Happy Wednesday! Have some soup.
Specifically, have some vegan roasted tomato soup. And, while you’re EATING that soup, make sure you check out my brand new Resources Section! Everything in there is super.duper.awesomely.helpful. Seriously.
I just realized that this is the first vegan soup I’ve posted – WHAT?! I can’t believe it. I actually make vegan soup pretty frequently, so the fact that a vegan soup recipe hasn’t found its way onto the site yet is a little crazy. But not to worry! I have plenty of vegan recipes coming down the pipeline for all you meat- and animal byproduct-free folks! I actually was a vegetarian for several years (true story), so I can totally empathize with how hard it is to have to deal with a diet restriction while you’re perusing the internet for tasty-looking food.
SO, in the interest of helping you transform a meat- or dairy-filled dish into one that’s vegetarian or vegan, here are some helpful cooking tips I picked up while I was living meat-free!
1.Coconut milk is a great stand-in for milk or cream, although it does add quite a bit of sweetness. You can easily compensate for that with thoughtful seasoning, though. A hefty dose of salt will help cut that sweet flavor. I often substitute coconut milk for dairy products in soups and sauces. Ive also used it in mac and cheese, but the whole “cheese” thing tends to throw off the vegan-izing attempt. (I love cheese. LOVE IT. That and chocolate are the only reasons I’d never make it as a vegan).
2. Hearty roasted vegetables often make great stand-ins in a dish that calls for meat. Parsnips, carrots, and mushrooms are particularly great when they’re cut into chunks and roasted – I use them in place of meat in pasta sauces and lasagnas all the time.
3. For great burgers, mash up any veggies you’ve got lying around (broccoli! Carrots! parsnips! celery!) with a can of black beans to make super simple veggie patties, then brown each side in a hot skillet. Like a hamburger patty, these veggie patties hold flavor really well, so if there’s a great burger recipe you’ve got your eye on, the veggie patty won’t overpower whatever components are called for in the dish.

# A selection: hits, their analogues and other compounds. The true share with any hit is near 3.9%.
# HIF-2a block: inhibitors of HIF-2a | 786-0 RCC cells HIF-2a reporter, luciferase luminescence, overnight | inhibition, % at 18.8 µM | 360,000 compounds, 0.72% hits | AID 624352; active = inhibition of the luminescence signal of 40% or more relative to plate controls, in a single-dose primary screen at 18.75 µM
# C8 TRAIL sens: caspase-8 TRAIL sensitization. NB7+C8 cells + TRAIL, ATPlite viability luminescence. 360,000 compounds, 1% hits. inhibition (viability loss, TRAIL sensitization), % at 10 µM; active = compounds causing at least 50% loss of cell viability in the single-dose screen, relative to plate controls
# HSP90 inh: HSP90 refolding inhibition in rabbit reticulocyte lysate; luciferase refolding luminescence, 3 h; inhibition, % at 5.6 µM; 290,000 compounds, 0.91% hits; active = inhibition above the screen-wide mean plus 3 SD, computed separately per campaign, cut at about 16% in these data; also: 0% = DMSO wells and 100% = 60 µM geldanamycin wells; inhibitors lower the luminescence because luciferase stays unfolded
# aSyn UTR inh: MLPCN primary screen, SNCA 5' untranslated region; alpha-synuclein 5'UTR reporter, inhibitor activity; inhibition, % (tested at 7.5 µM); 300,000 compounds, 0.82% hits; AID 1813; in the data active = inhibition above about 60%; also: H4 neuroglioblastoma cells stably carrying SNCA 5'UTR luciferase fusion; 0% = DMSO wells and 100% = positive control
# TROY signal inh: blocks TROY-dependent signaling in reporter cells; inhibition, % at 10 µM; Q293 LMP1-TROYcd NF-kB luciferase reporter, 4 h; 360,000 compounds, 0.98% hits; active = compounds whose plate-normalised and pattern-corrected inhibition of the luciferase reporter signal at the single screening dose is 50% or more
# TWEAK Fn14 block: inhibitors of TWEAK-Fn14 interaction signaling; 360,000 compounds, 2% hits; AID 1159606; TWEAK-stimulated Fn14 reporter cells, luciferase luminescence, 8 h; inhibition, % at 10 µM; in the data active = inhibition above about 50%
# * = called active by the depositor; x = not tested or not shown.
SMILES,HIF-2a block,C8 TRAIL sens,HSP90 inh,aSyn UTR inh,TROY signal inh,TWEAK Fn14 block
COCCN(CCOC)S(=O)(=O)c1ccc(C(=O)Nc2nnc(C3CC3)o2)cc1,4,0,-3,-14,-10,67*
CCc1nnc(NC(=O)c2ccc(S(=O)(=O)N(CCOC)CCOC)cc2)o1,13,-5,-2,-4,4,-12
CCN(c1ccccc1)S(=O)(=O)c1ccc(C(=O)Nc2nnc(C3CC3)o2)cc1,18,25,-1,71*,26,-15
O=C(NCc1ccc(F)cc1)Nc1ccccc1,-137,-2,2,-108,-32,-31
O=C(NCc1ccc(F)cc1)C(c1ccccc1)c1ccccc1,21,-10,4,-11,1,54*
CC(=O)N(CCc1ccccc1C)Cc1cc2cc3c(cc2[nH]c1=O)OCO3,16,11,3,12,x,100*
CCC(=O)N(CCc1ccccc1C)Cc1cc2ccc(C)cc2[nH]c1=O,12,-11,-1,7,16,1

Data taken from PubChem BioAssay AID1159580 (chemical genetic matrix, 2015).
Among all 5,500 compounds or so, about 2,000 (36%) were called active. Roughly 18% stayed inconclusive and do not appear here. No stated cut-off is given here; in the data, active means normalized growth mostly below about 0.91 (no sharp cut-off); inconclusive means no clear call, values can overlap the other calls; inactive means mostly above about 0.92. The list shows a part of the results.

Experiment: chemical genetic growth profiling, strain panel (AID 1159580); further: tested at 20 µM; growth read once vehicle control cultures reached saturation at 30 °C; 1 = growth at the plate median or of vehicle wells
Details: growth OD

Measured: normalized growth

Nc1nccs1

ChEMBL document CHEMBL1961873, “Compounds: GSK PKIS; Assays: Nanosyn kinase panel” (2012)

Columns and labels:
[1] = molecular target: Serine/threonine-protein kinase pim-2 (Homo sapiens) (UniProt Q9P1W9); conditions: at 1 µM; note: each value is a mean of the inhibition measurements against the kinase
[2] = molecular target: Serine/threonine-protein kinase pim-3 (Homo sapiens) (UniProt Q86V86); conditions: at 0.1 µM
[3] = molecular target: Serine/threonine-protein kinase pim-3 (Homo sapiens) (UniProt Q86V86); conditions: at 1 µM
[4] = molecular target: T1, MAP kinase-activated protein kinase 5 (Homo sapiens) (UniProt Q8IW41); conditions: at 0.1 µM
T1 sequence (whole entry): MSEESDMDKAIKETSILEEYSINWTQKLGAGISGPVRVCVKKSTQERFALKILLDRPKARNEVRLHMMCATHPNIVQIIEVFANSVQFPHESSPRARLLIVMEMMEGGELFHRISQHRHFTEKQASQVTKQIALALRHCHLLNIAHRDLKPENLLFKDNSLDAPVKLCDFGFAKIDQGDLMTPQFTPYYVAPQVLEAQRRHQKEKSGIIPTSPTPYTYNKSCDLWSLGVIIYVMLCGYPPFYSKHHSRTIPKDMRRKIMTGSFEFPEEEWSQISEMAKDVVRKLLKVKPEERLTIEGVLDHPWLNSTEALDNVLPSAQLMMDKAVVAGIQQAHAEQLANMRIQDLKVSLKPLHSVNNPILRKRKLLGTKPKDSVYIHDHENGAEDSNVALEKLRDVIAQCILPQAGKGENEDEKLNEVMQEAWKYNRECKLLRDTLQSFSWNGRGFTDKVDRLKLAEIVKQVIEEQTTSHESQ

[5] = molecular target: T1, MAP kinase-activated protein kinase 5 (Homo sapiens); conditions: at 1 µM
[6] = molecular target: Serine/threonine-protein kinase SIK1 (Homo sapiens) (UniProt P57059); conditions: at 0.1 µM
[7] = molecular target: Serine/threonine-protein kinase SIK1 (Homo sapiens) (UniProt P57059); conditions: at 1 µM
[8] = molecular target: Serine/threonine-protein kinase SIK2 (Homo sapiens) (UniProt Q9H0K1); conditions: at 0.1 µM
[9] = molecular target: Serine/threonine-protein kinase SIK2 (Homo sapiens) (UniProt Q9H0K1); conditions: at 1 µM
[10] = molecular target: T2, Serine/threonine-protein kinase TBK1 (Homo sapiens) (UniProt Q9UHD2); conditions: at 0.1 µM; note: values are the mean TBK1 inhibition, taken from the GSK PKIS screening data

I’ll talk more about vegan and vegetarian cooking substitutions in upcoming posts, but for now, give this tomato soup a try! The roasted tomatoes give it a great depth of flavor and the coconut milk makes it super-duper smooth. I paired it with a very un-vegan grilled cheese (whoops) but would also recommend a (vegan!) grilled sandwich with hummus, cucumbers, and bean sprouts in it as a side dish.
Vegan Roasted Tomato Soup
8 roma tomatoes, halved
5 sprigs thyme
2 bay leaves
3 cloves garlic, peeled
3 Tbsp. + 2 Tbsp. extra virgin olive oil
salt and pepper to taste
1/2 of a yellow onion, roughly chopped
3 cups vegetable stock
1 cup coconut milk
2 tsp. tomato paste
pinch of paprika
1/2 tsp. lemon zest
1/2 tsp. dried basil
extra olive oil and fresh basil, for garnish
1. Preheat oven to 400 degrees.
2. Spread tomatoes, thyme, bay leaves, and garlic cloves in a single layer on a sheet pan. Drizzle with 3 tablespoons of olive oil and sprinkle with salt and pepper. Roast at 400 degrees for 35-40 minutes or until garlic is roasted and tomatoes have caramelized. Remove thyme and bay leaves and discard them. Set the tomatoes and garlic aside.
3. In a large pot, heat 2 tablespoons of olive oil over medium-high heat. Add onion and sauté until translucent, about two minutes. Add roasted tomatoes and garlic to pan and saute one minute to draw any remaining juice out of the tomatoes.
4. Add vegetable stock to pot and bring to a low boil. Then reduce to a simmer.
5. With an immersion blender, blend soup until all chunks are out and soup is creamy and smooth. (Don’t have an immersion blender? Carefully transfer soup in small batches to a standard blender and puree, then return to pot. My immersion blender is my best friend, though – I highly recommend getting one! I use it several times a week for soups in the winter).
6. Return soup to a simmer and add coconut milk, paprika, lemon zest, and basil. Re-season with salt and pepper to taste and bring back to a simmer.
7. At this point, the soup should have thickened a bit. If it’s still too thin for your taste, cook it on a low boil for an additional fifteen minutes to let some of the excess liquid evaporate. When the soup has reached your desired consistency, ladle it into bowls and garnish with a drizzle of olive oil and a sprig of fresh basil. Serve immediately.